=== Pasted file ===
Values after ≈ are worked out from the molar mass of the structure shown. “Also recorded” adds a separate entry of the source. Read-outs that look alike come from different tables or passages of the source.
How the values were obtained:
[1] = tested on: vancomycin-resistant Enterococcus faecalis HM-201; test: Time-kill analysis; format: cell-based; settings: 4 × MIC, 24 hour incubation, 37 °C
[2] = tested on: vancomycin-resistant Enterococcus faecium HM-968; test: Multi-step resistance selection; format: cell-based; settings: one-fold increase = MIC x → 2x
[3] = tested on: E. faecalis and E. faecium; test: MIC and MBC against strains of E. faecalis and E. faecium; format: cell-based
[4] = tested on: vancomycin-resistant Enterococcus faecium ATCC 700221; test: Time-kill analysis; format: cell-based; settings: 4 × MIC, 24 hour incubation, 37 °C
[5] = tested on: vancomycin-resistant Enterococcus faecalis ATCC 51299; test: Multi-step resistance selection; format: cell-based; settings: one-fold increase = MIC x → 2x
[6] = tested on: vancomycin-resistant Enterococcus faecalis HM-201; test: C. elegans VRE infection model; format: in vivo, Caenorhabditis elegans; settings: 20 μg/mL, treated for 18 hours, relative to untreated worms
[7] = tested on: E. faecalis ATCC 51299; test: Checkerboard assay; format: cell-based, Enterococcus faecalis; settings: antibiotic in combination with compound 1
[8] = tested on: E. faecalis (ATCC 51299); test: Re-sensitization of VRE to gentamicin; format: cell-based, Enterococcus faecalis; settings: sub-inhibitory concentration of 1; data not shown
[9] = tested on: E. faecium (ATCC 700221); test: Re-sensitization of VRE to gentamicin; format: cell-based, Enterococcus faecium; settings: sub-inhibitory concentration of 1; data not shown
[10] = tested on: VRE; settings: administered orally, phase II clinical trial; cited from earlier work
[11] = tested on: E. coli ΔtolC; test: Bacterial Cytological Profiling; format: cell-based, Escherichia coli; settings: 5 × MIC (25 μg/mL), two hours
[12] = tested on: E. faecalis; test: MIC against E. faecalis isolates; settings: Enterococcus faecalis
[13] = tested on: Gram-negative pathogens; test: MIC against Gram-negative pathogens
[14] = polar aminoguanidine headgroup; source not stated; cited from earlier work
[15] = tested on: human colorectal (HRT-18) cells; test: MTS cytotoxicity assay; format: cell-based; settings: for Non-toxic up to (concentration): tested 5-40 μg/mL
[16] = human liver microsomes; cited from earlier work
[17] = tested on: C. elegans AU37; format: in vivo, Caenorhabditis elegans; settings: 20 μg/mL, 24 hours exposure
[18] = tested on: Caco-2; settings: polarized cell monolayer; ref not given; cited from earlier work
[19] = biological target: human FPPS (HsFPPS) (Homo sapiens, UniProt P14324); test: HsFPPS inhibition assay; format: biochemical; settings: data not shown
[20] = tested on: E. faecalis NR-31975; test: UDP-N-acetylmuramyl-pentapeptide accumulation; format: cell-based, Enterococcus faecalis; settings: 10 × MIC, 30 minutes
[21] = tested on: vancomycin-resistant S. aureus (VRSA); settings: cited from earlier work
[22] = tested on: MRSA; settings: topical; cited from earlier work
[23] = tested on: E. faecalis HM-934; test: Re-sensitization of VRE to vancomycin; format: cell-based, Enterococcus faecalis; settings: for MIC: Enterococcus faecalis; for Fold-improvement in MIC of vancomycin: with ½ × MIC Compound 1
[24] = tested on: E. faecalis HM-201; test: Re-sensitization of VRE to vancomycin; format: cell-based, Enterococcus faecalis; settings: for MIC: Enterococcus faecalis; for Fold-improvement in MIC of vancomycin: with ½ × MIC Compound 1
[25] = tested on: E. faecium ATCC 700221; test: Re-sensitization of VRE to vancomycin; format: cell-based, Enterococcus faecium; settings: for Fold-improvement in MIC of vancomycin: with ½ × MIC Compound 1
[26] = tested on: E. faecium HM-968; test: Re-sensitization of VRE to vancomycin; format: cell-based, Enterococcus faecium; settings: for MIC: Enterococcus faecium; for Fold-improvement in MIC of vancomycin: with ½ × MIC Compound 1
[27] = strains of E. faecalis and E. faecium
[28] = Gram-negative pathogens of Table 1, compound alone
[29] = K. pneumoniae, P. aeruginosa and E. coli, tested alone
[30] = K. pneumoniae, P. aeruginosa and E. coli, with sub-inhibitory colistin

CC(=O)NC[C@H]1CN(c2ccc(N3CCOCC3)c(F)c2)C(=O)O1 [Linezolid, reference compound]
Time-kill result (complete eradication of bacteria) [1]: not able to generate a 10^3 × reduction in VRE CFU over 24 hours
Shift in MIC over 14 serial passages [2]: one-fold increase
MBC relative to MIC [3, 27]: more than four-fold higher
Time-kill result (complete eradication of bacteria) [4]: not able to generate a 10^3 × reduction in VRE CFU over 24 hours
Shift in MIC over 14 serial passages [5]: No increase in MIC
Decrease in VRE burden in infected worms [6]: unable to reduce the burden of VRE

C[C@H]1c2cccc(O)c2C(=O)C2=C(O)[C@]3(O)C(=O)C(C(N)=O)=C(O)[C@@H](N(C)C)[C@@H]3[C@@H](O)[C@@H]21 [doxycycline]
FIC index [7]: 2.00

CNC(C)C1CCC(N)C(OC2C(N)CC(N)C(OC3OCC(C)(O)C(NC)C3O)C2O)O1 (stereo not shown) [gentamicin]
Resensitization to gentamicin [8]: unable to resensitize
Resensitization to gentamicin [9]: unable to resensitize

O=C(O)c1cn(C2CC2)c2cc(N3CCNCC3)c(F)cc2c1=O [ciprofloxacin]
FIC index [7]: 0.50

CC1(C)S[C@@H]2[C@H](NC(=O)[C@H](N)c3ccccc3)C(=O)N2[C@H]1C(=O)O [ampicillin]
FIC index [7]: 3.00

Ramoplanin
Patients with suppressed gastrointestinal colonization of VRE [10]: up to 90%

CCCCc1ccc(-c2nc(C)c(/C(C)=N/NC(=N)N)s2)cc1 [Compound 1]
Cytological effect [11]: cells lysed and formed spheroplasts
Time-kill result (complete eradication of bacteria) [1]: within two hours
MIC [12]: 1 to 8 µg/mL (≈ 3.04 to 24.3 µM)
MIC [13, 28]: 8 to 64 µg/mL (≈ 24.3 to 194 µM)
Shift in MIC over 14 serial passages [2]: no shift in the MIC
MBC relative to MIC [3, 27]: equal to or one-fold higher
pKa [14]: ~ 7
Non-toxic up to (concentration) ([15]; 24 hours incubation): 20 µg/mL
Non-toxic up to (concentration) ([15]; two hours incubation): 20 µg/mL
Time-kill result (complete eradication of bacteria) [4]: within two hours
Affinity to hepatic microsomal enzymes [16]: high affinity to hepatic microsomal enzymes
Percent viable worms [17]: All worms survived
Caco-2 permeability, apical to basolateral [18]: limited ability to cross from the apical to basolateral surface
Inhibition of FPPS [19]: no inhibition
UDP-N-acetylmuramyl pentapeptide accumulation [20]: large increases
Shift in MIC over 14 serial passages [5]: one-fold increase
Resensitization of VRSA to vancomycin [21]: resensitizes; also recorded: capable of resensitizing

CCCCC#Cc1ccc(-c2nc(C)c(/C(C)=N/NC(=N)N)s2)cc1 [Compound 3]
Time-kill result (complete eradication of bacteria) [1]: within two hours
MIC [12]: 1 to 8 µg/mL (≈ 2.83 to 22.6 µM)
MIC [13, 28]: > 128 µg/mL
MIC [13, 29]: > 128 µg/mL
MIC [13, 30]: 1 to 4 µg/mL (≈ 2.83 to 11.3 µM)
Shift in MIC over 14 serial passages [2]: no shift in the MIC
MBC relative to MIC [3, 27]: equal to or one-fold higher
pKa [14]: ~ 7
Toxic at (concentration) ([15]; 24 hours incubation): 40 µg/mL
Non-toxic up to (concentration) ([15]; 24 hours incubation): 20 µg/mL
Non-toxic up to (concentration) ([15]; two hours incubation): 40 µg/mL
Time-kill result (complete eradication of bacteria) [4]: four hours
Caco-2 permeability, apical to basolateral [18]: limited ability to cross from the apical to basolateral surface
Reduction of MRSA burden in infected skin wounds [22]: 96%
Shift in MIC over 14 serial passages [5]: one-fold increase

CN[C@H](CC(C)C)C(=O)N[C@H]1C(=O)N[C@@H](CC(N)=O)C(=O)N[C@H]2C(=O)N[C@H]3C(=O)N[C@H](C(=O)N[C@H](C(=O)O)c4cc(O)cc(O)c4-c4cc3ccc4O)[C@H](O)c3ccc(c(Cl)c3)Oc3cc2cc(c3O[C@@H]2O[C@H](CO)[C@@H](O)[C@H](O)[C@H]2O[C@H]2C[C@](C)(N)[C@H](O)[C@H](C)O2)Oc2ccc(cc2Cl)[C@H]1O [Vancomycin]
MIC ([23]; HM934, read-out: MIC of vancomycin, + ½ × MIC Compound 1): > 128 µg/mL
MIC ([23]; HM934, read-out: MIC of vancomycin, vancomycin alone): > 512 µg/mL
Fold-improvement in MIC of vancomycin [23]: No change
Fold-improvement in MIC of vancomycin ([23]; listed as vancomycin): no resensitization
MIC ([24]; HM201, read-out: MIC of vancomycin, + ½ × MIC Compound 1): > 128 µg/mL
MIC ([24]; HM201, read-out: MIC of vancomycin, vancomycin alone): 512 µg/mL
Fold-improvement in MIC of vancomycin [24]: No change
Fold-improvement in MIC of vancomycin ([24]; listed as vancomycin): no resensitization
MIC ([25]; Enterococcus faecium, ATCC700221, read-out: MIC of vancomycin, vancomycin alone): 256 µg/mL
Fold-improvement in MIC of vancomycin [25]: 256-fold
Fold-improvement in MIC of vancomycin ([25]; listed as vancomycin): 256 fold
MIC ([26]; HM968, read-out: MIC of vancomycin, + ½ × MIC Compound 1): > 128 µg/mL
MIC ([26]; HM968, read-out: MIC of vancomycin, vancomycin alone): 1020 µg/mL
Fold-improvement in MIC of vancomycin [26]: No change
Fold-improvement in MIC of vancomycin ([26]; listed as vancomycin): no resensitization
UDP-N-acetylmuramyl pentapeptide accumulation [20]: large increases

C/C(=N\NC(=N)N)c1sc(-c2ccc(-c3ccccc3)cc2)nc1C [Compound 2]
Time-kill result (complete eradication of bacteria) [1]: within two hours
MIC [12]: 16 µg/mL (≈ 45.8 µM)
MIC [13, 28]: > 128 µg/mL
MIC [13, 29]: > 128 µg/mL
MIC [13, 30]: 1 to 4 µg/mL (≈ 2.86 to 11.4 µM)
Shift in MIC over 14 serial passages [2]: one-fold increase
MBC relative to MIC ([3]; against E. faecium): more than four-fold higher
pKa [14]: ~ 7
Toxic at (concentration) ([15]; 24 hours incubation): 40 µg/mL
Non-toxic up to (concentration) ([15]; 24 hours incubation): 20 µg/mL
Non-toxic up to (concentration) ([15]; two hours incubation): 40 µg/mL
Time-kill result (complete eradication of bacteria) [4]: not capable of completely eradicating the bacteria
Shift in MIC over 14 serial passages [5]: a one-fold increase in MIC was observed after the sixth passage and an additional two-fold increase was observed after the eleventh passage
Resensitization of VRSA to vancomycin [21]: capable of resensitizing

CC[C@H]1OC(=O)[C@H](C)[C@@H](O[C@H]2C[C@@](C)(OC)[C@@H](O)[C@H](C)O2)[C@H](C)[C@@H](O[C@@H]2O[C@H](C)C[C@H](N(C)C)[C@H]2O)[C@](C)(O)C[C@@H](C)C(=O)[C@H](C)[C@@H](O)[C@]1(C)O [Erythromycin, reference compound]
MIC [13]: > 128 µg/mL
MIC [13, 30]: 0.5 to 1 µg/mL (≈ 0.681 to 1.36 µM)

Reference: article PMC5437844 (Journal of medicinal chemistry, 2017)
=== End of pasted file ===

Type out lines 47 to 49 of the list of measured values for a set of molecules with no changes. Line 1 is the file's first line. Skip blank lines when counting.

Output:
CC1(C)S[C@@H]2[C@H](NC(=O)[C@H](N)c3ccccc3)C(=O)N2[C@H]1C(=O)O [ampicillin]
FIC index [7]: 3.00

Ramoplanin